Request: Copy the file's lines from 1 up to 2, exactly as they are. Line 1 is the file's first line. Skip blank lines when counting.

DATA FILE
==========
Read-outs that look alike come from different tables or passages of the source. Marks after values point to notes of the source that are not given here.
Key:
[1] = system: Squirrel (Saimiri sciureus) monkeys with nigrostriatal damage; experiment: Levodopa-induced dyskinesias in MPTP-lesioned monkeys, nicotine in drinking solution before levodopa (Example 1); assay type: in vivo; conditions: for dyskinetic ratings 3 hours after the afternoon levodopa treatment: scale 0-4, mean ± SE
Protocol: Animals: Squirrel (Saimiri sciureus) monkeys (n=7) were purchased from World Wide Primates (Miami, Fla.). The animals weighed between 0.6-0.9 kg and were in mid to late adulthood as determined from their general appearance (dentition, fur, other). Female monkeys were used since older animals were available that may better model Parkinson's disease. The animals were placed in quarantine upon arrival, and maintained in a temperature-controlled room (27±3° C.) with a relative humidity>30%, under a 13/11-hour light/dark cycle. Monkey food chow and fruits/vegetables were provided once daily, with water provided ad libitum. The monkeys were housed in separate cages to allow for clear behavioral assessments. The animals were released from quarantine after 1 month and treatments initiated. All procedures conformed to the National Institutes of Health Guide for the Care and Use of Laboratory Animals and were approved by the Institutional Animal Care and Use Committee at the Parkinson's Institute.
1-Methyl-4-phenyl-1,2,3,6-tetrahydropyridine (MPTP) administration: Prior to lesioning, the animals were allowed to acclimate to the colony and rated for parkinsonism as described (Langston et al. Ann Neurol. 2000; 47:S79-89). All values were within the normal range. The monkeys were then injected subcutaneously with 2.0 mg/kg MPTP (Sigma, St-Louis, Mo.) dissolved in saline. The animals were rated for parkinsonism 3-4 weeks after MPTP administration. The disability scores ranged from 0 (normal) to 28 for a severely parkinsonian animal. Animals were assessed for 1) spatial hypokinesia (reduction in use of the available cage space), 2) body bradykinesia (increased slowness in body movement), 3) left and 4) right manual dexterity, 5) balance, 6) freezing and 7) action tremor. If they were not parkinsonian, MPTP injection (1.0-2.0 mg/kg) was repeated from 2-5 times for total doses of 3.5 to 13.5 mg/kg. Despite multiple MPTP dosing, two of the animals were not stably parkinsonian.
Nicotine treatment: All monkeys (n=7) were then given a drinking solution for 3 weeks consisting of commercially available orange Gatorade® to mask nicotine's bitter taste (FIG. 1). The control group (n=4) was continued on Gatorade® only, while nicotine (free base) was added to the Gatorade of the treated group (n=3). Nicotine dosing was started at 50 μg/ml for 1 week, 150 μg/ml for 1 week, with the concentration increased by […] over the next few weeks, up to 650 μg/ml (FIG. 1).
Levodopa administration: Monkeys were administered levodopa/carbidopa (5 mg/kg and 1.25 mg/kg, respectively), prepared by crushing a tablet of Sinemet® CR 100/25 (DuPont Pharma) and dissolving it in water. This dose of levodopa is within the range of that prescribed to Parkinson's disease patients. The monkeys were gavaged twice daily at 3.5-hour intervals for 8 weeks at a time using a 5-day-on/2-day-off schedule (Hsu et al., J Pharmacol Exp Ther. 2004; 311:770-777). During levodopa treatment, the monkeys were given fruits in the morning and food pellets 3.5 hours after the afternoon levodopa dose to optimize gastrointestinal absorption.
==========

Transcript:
Read-outs that look alike come from different tables or passages of the source. Marks after values point to notes of the source that are not given here.
Key: